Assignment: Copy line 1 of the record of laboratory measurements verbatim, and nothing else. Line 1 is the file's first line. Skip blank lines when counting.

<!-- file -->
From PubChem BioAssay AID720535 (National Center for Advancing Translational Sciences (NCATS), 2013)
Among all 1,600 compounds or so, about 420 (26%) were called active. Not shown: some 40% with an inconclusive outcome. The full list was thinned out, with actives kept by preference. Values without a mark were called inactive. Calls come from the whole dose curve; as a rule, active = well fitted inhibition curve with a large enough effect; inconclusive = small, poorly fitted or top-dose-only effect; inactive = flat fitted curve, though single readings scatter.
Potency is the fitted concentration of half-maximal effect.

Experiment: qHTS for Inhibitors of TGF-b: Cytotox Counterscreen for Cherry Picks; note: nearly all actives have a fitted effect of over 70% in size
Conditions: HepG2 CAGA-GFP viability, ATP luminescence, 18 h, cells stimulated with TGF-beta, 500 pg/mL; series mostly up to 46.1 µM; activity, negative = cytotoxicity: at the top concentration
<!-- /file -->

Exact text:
From PubChem BioAssay AID720535 (National Center for Advancing Translational Sciences (NCATS), 2013)